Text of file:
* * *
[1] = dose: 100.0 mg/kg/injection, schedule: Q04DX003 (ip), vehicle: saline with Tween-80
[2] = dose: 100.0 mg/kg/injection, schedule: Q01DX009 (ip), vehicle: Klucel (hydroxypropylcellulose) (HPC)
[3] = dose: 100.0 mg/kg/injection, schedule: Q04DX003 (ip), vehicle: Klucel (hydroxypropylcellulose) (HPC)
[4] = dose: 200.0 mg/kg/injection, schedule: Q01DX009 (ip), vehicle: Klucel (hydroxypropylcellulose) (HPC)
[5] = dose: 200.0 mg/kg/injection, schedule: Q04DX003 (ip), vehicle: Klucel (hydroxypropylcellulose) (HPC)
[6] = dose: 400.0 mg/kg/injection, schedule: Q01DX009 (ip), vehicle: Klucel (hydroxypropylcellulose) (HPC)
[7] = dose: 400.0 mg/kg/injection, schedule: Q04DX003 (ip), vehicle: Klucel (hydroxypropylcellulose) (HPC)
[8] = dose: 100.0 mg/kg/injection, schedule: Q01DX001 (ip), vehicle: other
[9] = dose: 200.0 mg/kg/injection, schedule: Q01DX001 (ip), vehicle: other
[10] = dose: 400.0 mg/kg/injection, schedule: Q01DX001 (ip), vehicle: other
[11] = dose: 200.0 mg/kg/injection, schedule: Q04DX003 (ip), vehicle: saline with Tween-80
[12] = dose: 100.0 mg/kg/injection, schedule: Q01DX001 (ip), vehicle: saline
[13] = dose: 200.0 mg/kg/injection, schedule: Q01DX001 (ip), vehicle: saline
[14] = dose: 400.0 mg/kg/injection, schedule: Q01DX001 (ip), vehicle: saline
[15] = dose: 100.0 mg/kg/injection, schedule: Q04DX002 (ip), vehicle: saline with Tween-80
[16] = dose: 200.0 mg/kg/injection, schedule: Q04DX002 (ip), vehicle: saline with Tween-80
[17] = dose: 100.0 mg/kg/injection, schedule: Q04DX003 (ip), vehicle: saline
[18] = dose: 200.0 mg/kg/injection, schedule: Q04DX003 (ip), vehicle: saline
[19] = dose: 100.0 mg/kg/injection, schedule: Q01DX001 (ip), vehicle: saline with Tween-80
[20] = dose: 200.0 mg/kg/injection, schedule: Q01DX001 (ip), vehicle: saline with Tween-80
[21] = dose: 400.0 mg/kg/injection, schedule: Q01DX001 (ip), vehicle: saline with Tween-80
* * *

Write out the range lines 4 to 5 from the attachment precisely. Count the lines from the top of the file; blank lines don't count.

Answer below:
[4] = dose: 200.0 mg/kg/injection, schedule: Q01DX009 (ip), vehicle: Klucel (hydroxypropylcellulose) (HPC)
[5] = dose: 200.0 mg/kg/injection, schedule: Q04DX003 (ip), vehicle: Klucel (hydroxypropylcellulose) (HPC)